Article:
The first rally, held May 19, drew some 12,000 women demanding stronger punishment for men who produce sexually explicit videos of women by using hidden cameras, as well as for those who share them online.
The fourth rally -- the biggest women’s rights rally in Korea’s history -- took place Aug. 4 and drew 70,000 women. The slogan “My life is not your porn,” inspired by the protest signs, has gone viral throughout the nation.
|Women protesters hold a sign that says, "My life is not your porn," during a mass women`s rights rally condemning South Korea`s rampant spy-cam crimes. (Yonhap)|
More than 80 percent of the 26,000 or so victims of reported cyber-sex crimes that involved illicit filming from 2012-2016 were women, according to police.
The upcoming rally will also protest the recent court decision to acquit a powerful politician of sexual assault, and will accuse the judiciary of complicity in what the organizers view as the gender-based violence that has prevailed in the country for too long.
An Hee-jung, the former South Chungcheong Province governor and a onetime presidential contender, was found not guilty of sexual assault through abuse of authority last month. The judges said there wasn’t sufficient evidence that An had abused his professional authority to pressure the victim, an ex-aide of his, into having sex with him. There were also “inconsistences” in the victim’s testimony, they ruled.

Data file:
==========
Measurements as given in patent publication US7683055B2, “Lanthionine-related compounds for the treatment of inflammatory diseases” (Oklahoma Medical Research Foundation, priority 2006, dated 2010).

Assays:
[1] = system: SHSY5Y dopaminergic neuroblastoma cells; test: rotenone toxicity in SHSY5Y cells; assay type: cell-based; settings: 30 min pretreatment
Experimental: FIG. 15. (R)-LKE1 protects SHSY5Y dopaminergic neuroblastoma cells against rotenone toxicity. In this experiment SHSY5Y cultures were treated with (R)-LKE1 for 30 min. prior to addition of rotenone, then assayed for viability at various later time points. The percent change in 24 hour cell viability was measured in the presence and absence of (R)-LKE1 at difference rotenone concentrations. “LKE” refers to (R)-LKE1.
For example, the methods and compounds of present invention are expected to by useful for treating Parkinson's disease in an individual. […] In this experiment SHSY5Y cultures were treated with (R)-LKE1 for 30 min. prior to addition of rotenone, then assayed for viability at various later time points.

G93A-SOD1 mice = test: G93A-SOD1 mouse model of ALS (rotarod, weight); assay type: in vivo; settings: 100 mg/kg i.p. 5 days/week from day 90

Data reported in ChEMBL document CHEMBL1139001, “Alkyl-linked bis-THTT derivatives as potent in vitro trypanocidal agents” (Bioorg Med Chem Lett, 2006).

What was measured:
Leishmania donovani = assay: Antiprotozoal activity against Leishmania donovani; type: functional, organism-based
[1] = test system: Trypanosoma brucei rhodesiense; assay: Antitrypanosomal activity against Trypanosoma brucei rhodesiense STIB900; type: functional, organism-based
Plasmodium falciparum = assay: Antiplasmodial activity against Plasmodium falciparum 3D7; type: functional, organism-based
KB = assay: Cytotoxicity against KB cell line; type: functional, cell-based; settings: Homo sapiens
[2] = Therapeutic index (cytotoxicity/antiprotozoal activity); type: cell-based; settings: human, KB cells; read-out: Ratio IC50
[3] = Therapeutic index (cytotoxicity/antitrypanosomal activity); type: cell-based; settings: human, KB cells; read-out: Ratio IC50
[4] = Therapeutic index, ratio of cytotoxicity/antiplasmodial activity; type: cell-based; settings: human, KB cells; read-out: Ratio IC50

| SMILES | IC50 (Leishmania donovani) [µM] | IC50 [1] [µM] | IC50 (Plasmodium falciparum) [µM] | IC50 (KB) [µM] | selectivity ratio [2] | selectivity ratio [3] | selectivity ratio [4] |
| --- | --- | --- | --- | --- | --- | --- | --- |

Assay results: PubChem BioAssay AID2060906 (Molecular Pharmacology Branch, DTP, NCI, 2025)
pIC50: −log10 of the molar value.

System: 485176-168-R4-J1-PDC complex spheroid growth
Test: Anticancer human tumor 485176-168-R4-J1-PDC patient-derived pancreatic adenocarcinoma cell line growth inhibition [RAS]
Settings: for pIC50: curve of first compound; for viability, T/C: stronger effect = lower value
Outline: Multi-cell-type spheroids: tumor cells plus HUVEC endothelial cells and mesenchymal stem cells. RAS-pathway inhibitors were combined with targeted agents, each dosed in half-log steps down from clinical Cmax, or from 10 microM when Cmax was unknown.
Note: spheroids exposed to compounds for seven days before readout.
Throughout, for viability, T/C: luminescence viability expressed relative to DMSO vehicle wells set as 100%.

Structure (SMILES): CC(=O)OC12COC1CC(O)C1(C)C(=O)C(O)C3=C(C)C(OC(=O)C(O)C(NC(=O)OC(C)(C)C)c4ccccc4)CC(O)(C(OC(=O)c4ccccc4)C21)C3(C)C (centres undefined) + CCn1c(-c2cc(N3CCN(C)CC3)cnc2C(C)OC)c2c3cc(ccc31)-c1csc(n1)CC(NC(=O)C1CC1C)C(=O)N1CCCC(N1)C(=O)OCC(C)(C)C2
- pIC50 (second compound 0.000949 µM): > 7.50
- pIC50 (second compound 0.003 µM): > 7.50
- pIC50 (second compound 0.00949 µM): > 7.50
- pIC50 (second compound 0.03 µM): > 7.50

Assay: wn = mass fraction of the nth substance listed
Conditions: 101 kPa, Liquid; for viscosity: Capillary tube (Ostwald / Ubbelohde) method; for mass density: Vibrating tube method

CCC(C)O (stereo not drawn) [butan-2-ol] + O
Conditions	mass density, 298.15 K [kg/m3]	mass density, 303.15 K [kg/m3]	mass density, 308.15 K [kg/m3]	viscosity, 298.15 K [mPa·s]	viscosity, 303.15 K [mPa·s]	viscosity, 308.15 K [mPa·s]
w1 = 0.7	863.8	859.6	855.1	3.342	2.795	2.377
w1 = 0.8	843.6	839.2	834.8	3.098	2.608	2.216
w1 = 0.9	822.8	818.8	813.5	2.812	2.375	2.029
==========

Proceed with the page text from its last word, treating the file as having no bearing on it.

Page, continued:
Many women’s rights activists have protested the court’s decision, saying An was acquitted because the victim did not “behave like a victim” by society’s biased standards -- that is, she did not quit her job but continued to fulfill her professional duties after the incident.
The organizers of the rallies have also criticized the police for showing an indifferent attitude toward female victims of sexual violence. Earlier this year, a female model was taken into custody after secretly taking a photo of her colleague while he was posing nude for a group of university students and then sharing it on a community website without his consent.
The authorities’ “prompt” response to the case -- the female suspect was arrested 12 days after the photograph was shared online -- triggered a hail of criticism, with many women pointing out that it took the Korean government more than 10 years to shut down SoraNet, a popular adult file-sharing site where male users shared illicitly filmed footage of women.